The fruit scones were springy and not too dry. Perhaps a little shy on the clotted cream – loved the fig jam.

The Petits Gateaux (of which there are five) were sumptuous but proportioned so as to not be overwhelmingly rich, thankfully.

You get a choice between a cheeky slice of fruit or chocolate Battenberg cake to round off your Tea too – you definitely won’t leave hungry.


I went in expecting Sketch to be a place to be seen in and therefore perhaps pretentious – but my mum and I were delighted as we found that it was a very welcoming and family-friendly place. Adelyn was the youngest, but we saw other children sitting down for Tea too so we didn’t feel out of place.

The team were so accommodating and cooed over Adelyn. To top it off, she received a lovely surprise and was given her very own Sketch teddy bear – a lovely souvenir from her first Afternoon Tea.


Right before she face-planted (kissed) her new teddy

The only let down for the afternoon was the staff member who was on the cloakroom – I asked her if she could help us take a nice photo by the display there and she just said “No I don’t do that” and turned away – which was astonishingly rude given that there were no other patrons around. A shame that we ended our visit on that note!

Otherwise we thoroughly enjoyed our visit and hope to return again someday, perhaps with a selfie stick in tow…


Courgette, Spinach & Cheese Muffins


I’m a big fan of finger foods, especially ones that are quick to make and packed full of nutrition – courgette, carrots and spinach with the added hit of cheese for that moreishness…oooh these’ll be a hit in your¬†household¬†too if my family are anything to go by!

Adelyn literally bounces and makes strained squealing sounds when she sees me coming with these. Just like her Papa.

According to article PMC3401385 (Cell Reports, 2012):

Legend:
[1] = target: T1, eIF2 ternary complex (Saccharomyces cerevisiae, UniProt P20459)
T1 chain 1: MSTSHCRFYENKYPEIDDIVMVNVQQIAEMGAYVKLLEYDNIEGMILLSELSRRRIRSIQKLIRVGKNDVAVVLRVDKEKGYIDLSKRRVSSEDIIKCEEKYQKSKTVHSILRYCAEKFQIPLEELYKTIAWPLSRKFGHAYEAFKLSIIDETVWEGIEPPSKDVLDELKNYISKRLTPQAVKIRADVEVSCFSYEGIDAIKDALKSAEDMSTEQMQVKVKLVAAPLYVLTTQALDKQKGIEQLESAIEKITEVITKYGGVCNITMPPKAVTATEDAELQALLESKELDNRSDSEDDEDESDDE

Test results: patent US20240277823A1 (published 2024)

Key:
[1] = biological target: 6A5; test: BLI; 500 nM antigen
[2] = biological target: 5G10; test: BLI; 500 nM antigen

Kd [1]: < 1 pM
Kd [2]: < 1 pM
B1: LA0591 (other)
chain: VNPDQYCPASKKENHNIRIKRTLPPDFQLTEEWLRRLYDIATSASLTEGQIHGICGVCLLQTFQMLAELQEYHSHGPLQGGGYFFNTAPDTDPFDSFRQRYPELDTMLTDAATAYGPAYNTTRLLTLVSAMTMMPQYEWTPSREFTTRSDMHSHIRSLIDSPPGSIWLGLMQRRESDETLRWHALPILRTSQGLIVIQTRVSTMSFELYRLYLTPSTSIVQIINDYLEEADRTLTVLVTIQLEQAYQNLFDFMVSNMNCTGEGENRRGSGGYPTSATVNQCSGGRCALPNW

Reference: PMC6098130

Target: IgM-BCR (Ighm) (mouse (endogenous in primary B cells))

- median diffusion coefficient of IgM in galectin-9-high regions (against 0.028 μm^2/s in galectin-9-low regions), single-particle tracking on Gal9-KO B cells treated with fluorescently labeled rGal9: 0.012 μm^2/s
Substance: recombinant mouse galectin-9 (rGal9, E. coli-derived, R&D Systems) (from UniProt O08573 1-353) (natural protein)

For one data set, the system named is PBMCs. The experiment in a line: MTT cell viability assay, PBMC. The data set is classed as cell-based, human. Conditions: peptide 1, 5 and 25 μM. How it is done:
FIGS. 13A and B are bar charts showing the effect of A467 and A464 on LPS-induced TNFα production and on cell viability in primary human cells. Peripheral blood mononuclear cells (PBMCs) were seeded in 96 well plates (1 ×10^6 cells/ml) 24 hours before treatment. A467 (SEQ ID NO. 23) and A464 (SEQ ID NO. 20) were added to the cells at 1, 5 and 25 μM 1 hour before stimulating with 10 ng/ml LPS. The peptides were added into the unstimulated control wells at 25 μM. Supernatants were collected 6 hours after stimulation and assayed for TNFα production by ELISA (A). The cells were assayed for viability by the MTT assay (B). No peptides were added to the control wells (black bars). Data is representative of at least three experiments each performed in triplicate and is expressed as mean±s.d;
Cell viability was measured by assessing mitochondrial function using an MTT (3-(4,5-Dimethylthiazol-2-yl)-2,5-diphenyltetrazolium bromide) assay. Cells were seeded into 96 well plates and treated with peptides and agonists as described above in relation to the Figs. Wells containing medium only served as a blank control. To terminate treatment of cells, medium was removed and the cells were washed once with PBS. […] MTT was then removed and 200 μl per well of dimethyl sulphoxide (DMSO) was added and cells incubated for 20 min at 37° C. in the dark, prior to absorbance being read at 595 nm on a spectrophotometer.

Remember – babies under 1 years old shouldn’t have salt added to their food as their kidneys aren’t mature enough to process it efficiently so there’s no need to season this. The cheese contains enough savoury¬†flavour to satisfy even an adult’s palate.


225g self-raising flour

1tsp baking powder

1 carrot – peeled and grated

1 small courgette – washed and grated

80g mature cheddar, grated

2 handfuls of spinach, chopped

1 egg, beaten

45g unsalted butter, melted

120ml milk

  • Preheat your oven to 180C (fan) and lightly grease a muffin tray with butter or oil. You can use muffin cases if you like.
  • Pop your dry ingredients into a big bowl – so your flour, baking powder, cheese, carrot, courgette and spinach – and mix together.
  • Then add your wet ingredients one at a time, mixing after each addition – so the¬†egg, butter and then the milk. You should have a thick and pleasingly colourful batter.
  • Pop a generous tablespoon of the mixture into your prepared muffin tray – you should have enough for 12.
  • Bake for 20-25mins, until golden brown on top and your chosen poking testing implement comes out clean (toothpick, uncooked spaghetti, actual poker tester thing etc.)
  • Leave them to cool slightly, if you can bear the wait.

FREEZING TIP: These freeze well in an airtight container or baggy. You can warm them up in the oven from frozen for 15mins (or leave to defrost) to enjoy all over again.


Adelyn using two hands to devour hers – a sign of enjoyment!

Family Friendly Outings – Pizza East, Shoreditch

Prosciutto cotto, girolle, tomato and thyme pizza

Bear with me whilst I get my Family Friendly Outing review style down Рas an avid (read: greedy) food-lover I often barely remember to take any photographic aide-memoirs on a good day.
On this outing I was so focussed on feeding Adelyn/myself, and of course enjoying the company of our friends, that I completely forgot to take enough photos to help illustrate the intent of this category – namely to help give you ideas for where to head out to with the family!

When we first had Adelyn, one of the things that I started to miss pretty early on was enjoying the luxury of eating out.

Dining out with a little one in tow CAN be fun, but only if you feel relaxed – this is greatly helped along if the eaterie is accommodating towards the needs of a family.

Hopefully this will help!